Future Generation Skills III
World Economic Forum reveals that almost 65 percent of the jobs our students will be doing in the future do not even exist now. Consequently, current workforce, as well as freshers, need to equip themselves fully to cope with the future demands. Education expert Tony Wagner has identified some survival skills and mindsets young people absolutely need in order to meet their full potential in future jobs.
1. Critical Thinking and Problem Solving: Asking a question, especially good ones, is a foundation of critical thinking. Before solving a problem, we must be able to critically analyse and question the probable causes.
2. Collaboration across Networks: Collaboration across digital networks and with individuals is something the new generation needs to be prepared for. New Horizons, a global on-going research initiative, reports that we should focus more on global online collaboration where digital devices are used to support interactions and promote intercultural understanding.
3. Agility and Adaptability: Traditionally our education and work mindset has been designed for a fixed procedure. Tomorrow it may not be sufficient. The future employees need to be agile and adaptive to unpredictable consequences of glitches that come on the way. They have to learn skills and mindsets on demand.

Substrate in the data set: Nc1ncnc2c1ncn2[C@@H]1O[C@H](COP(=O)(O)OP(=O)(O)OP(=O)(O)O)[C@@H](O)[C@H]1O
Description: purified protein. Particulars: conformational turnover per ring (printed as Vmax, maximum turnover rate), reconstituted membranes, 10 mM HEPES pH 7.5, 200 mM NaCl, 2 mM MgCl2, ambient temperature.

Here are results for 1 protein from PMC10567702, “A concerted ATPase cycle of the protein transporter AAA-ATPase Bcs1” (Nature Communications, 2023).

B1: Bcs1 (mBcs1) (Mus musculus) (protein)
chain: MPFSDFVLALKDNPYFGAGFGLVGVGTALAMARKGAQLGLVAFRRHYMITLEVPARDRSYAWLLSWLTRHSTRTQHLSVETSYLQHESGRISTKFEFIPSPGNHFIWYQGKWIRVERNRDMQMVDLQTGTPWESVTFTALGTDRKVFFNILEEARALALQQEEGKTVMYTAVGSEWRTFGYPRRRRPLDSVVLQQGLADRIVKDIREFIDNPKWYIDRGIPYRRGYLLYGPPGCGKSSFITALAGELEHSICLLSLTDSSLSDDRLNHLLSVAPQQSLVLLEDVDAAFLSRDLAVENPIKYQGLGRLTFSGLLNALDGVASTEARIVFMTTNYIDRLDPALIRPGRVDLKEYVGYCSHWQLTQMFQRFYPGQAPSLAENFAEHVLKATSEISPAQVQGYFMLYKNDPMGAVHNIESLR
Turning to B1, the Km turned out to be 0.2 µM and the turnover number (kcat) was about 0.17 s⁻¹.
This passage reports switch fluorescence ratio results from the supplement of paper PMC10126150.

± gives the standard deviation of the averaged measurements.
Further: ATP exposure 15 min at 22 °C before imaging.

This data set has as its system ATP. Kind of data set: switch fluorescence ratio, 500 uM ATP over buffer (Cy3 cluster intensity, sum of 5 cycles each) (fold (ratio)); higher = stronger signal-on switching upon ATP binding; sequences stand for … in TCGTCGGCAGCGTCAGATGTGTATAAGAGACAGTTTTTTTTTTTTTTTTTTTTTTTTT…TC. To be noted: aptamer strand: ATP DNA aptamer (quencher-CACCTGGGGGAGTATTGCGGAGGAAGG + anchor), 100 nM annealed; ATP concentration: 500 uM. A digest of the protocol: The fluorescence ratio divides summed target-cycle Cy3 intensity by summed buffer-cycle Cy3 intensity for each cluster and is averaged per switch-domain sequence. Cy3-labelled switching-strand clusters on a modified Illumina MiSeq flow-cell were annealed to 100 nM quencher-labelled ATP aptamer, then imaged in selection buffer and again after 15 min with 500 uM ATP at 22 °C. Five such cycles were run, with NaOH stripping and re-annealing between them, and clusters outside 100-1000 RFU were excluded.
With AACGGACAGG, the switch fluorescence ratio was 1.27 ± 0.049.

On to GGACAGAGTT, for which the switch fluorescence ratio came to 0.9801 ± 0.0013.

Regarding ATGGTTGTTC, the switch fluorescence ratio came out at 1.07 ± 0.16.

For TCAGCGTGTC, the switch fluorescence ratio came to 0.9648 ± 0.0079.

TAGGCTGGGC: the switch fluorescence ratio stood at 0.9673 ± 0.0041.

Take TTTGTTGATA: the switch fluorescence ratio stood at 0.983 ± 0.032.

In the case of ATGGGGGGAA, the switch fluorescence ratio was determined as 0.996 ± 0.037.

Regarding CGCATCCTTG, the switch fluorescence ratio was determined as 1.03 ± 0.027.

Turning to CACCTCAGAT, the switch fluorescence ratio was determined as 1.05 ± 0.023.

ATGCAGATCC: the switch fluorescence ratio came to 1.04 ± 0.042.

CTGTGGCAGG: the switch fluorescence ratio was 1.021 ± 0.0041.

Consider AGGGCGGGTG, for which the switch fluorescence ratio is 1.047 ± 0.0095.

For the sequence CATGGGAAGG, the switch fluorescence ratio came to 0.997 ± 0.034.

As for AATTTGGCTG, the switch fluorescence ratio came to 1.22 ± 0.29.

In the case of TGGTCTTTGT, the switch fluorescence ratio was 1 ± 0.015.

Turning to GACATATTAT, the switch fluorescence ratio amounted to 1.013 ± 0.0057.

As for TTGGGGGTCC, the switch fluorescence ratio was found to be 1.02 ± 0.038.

4. Initiative and Entrepreneurship: We must empower our students to solve global challenges by teaching them to lead and take initiative. The curricula for the future need to be designed to inspire innovators.
5. Assessing and Analysing Information: We now live in the information age. We have access to a lot of information and misinformation. In this scenario, only an active and informed person will be able to assess and analyse information from many different sources through a critical eye.
6. Curiosity and Imagination: Albert Einstein has said, “Imagination is more important than knowledge.” In the school system inquisitiveness and thinking outside the box need to be treated with the same level of importance it gives to other subjects.
There is a stark contrast between the skills of the future and the focus of education today. Instead of teaching students to answer questions, we should teach them to ask questions. Instead of preparing them for college, we should prepare them for life. This will not only transform the future of education and the workforce but it will also transform the world we live in.